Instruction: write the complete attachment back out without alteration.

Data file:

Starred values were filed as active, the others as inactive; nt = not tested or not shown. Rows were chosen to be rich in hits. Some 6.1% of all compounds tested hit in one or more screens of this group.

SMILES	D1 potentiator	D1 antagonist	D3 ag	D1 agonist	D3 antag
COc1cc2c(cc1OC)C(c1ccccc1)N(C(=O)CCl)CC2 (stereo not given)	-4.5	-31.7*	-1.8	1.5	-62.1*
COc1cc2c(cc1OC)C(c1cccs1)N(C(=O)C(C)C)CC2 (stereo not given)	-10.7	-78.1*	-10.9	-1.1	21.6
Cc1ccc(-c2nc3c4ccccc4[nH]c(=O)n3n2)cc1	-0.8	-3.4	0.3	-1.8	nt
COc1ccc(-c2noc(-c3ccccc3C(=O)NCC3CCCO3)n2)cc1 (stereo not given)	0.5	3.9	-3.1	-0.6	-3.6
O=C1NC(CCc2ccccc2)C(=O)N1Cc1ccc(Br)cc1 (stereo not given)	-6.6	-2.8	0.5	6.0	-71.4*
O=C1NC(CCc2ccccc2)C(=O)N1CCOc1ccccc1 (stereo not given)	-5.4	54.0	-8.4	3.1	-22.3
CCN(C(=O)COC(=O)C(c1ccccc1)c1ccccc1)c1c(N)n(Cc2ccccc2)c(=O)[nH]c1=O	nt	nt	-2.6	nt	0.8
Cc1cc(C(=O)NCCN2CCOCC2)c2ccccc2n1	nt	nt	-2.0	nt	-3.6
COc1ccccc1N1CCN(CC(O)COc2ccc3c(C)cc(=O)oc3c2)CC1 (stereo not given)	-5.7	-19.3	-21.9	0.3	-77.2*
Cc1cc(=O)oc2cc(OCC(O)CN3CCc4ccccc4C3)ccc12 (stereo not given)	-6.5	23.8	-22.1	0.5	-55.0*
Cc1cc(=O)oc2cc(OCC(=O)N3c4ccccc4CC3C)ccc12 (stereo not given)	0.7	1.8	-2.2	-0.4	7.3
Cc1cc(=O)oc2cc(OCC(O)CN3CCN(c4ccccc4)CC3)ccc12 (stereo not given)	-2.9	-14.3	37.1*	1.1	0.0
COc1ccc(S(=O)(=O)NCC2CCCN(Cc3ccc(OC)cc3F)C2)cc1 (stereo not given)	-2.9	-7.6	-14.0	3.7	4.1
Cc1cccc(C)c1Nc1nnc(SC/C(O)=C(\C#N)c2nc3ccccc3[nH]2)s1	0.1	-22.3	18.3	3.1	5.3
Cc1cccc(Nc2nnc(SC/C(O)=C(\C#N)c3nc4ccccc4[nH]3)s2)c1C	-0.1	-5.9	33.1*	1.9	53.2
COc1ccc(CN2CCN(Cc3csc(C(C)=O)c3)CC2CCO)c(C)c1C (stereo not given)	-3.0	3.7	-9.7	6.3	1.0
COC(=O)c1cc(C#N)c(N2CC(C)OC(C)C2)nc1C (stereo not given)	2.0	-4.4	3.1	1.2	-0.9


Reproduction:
Starred values were filed as active, the others as inactive; nt = not tested or not shown. Rows were chosen to be rich in hits. Some 6.1% of all compounds tested hit in one or more screens of this group.

SMILES	D1 potentiator	D1 antagonist	D3 ag	D1 agonist	D3 antag
COc1cc2c(cc1OC)C(c1ccccc1)N(C(=O)CCl)CC2 (stereo not given)	-4.5	-31.7*	-1.8	1.5	-62.1*
COc1cc2c(cc1OC)C(c1cccs1)N(C(=O)C(C)C)CC2 (stereo not given)	-10.7	-78.1*	-10.9	-1.1	21.6
Cc1ccc(-c2nc3c4ccccc4[nH]c(=O)n3n2)cc1	-0.8	-3.4	0.3	-1.8	nt
COc1ccc(-c2noc(-c3ccccc3C(=O)NCC3CCCO3)n2)cc1 (stereo not given)	0.5	3.9	-3.1	-0.6	-3.6
O=C1NC(CCc2ccccc2)C(=O)N1Cc1ccc(Br)cc1 (stereo not given)	-6.6	-2.8	0.5	6.0	-71.4*
O=C1NC(CCc2ccccc2)C(=O)N1CCOc1ccccc1 (stereo not given)	-5.4	54.0	-8.4	3.1	-22.3
CCN(C(=O)COC(=O)C(c1ccccc1)c1ccccc1)c1c(N)n(Cc2ccccc2)c(=O)[nH]c1=O	nt	nt	-2.6	nt	0.8
Cc1cc(C(=O)NCCN2CCOCC2)c2ccccc2n1	nt	nt	-2.0	nt	-3.6
COc1ccccc1N1CCN(CC(O)COc2ccc3c(C)cc(=O)oc3c2)CC1 (stereo not given)	-5.7	-19.3	-21.9	0.3	-77.2*
Cc1cc(=O)oc2cc(OCC(O)CN3CCc4ccccc4C3)ccc12 (stereo not given)	-6.5	23.8	-22.1	0.5	-55.0*
Cc1cc(=O)oc2cc(OCC(=O)N3c4ccccc4CC3C)ccc12 (stereo not given)	0.7	1.8	-2.2	-0.4	7.3
Cc1cc(=O)oc2cc(OCC(O)CN3CCN(c4ccccc4)CC3)ccc12 (stereo not given)	-2.9	-14.3	37.1*	1.1	0.0
COc1ccc(S(=O)(=O)NCC2CCCN(Cc3ccc(OC)cc3F)C2)cc1 (stereo not given)	-2.9	-7.6	-14.0	3.7	4.1
Cc1cccc(C)c1Nc1nnc(SC/C(O)=C(\C#N)c2nc3ccccc3[nH]2)s1	0.1	-22.3	18.3	3.1	5.3
Cc1cccc(Nc2nnc(SC/C(O)=C(\C#N)c3nc4ccccc4[nH]3)s2)c1C	-0.1	-5.9	33.1*	1.9	53.2
COc1ccc(CN2CCN(Cc3csc(C(C)=O)c3)CC2CCO)c(C)c1C (stereo not given)	-3.0	3.7	-9.7	6.3	1.0
COC(=O)c1cc(C#N)c(N2CC(C)OC(C)C2)nc1C (stereo not given)	2.0	-4.4	3.1	1.2	-0.9